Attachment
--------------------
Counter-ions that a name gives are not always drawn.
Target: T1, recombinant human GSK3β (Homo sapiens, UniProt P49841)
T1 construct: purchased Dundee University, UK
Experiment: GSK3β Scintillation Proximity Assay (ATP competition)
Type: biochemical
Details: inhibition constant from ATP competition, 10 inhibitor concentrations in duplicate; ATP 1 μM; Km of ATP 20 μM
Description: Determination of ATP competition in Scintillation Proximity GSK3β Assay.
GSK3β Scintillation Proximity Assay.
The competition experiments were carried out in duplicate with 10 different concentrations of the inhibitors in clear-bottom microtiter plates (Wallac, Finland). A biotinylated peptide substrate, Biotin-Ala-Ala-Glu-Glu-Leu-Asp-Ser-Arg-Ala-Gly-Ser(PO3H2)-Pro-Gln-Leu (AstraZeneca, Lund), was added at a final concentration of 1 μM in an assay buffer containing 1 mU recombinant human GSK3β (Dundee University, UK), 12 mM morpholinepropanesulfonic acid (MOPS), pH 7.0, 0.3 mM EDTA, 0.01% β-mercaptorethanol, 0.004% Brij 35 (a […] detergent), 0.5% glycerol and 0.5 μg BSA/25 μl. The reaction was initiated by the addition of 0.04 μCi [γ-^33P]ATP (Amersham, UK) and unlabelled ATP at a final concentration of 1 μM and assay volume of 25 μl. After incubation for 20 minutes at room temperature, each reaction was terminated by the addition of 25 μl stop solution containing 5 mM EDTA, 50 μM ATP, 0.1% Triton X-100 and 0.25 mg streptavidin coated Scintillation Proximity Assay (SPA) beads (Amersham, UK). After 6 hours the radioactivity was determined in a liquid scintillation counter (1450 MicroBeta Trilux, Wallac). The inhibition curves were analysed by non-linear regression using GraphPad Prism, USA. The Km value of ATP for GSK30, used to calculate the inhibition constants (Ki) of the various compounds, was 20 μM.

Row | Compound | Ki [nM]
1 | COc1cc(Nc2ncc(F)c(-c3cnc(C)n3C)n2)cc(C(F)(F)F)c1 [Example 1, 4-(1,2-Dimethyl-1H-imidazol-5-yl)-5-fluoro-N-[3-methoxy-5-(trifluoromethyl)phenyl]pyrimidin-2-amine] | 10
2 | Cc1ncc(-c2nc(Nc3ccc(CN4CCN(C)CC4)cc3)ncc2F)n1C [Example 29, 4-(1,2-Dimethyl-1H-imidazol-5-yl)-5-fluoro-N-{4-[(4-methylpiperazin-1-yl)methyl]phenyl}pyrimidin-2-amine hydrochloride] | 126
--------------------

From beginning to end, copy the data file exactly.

Counter-ions that a name gives are not always drawn.
Target: T1, recombinant human GSK3β (Homo sapiens, UniProt P49841)
T1 construct: purchased Dundee University, UK
Experiment: GSK3β Scintillation Proximity Assay (ATP competition)
Type: biochemical
Details: inhibition constant from ATP competition, 10 inhibitor concentrations in duplicate; ATP 1 μM; Km of ATP 20 μM
Description: Determination of ATP competition in Scintillation Proximity GSK3β Assay.
GSK3β Scintillation Proximity Assay.
The competition experiments were carried out in duplicate with 10 different concentrations of the inhibitors in clear-bottom microtiter plates (Wallac, Finland). A biotinylated peptide substrate, Biotin-Ala-Ala-Glu-Glu-Leu-Asp-Ser-Arg-Ala-Gly-Ser(PO3H2)-Pro-Gln-Leu (AstraZeneca, Lund), was added at a final concentration of 1 μM in an assay buffer containing 1 mU recombinant human GSK3β (Dundee University, UK), 12 mM morpholinepropanesulfonic acid (MOPS), pH 7.0, 0.3 mM EDTA, 0.01% β-mercaptorethanol, 0.004% Brij 35 (a […] detergent), 0.5% glycerol and 0.5 μg BSA/25 μl. The reaction was initiated by the addition of 0.04 μCi [γ-^33P]ATP (Amersham, UK) and unlabelled ATP at a final concentration of 1 μM and assay volume of 25 μl. After incubation for 20 minutes at room temperature, each reaction was terminated by the addition of 25 μl stop solution containing 5 mM EDTA, 50 μM ATP, 0.1% Triton X-100 and 0.25 mg streptavidin coated Scintillation Proximity Assay (SPA) beads (Amersham, UK). After 6 hours the radioactivity was determined in a liquid scintillation counter (1450 MicroBeta Trilux, Wallac). The inhibition curves were analysed by non-linear regression using GraphPad Prism, USA. The Km value of ATP for GSK30, used to calculate the inhibition constants (Ki) of the various compounds, was 20 μM.

Row | Compound | Ki [nM]
1 | COc1cc(Nc2ncc(F)c(-c3cnc(C)n3C)n2)cc(C(F)(F)F)c1 [Example 1, 4-(1,2-Dimethyl-1H-imidazol-5-yl)-5-fluoro-N-[3-methoxy-5-(trifluoromethyl)phenyl]pyrimidin-2-amine] | 10
2 | Cc1ncc(-c2nc(Nc3ccc(CN4CCN(C)CC4)cc3)ncc2F)n1C [Example 29, 4-(1,2-Dimethyl-1H-imidazol-5-yl)-5-fluoro-N-{4-[(4-methylpiperazin-1-yl)methyl]phenyl}pyrimidin-2-amine hydrochloride] | 126